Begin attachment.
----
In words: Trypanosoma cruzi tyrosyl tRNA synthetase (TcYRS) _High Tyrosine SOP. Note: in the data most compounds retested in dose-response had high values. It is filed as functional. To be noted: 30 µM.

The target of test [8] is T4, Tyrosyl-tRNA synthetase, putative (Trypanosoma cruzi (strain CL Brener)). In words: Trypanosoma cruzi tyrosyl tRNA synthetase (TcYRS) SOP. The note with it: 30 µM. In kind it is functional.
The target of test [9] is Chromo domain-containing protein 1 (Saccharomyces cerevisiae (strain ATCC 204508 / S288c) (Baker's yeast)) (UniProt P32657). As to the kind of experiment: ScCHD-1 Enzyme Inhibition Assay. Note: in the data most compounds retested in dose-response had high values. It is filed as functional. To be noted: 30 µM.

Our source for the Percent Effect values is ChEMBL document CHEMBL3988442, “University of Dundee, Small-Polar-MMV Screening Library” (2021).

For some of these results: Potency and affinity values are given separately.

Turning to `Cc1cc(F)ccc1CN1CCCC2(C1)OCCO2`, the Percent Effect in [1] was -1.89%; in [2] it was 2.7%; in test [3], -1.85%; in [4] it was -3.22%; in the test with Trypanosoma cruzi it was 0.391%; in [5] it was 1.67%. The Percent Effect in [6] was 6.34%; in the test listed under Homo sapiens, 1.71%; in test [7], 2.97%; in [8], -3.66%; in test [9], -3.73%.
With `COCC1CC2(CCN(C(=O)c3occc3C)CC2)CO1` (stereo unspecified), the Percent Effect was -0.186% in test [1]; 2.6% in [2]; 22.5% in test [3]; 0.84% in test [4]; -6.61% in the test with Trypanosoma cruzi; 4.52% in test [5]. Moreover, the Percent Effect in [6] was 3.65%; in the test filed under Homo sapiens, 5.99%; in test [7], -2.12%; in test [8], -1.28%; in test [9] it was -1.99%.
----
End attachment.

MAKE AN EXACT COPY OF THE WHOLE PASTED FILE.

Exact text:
In words: Trypanosoma cruzi tyrosyl tRNA synthetase (TcYRS) _High Tyrosine SOP. Note: in the data most compounds retested in dose-response had high values. It is filed as functional. To be noted: 30 µM.

The target of test [8] is T4, Tyrosyl-tRNA synthetase, putative (Trypanosoma cruzi (strain CL Brener)). In words: Trypanosoma cruzi tyrosyl tRNA synthetase (TcYRS) SOP. The note with it: 30 µM. In kind it is functional.
The target of test [9] is Chromo domain-containing protein 1 (Saccharomyces cerevisiae (strain ATCC 204508 / S288c) (Baker's yeast)) (UniProt P32657). As to the kind of experiment: ScCHD-1 Enzyme Inhibition Assay. Note: in the data most compounds retested in dose-response had high values. It is filed as functional. To be noted: 30 µM.

Our source for the Percent Effect values is ChEMBL document CHEMBL3988442, “University of Dundee, Small-Polar-MMV Screening Library” (2021).

For some of these results: Potency and affinity values are given separately.

Turning to `Cc1cc(F)ccc1CN1CCCC2(C1)OCCO2`, the Percent Effect in [1] was -1.89%; in [2] it was 2.7%; in test [3], -1.85%; in [4] it was -3.22%; in the test with Trypanosoma cruzi it was 0.391%; in [5] it was 1.67%. The Percent Effect in [6] was 6.34%; in the test listed under Homo sapiens, 1.71%; in test [7], 2.97%; in [8], -3.66%; in test [9], -3.73%.
With `COCC1CC2(CCN(C(=O)c3occc3C)CC2)CO1` (stereo unspecified), the Percent Effect was -0.186% in test [1]; 2.6% in [2]; 22.5% in test [3]; 0.84% in test [4]; -6.61% in the test with Trypanosoma cruzi; 4.52% in test [5]. Moreover, the Percent Effect in [6] was 3.65%; in the test filed under Homo sapiens, 5.99%; in test [7], -2.12%; in test [8], -1.28%; in test [9] it was -1.99%.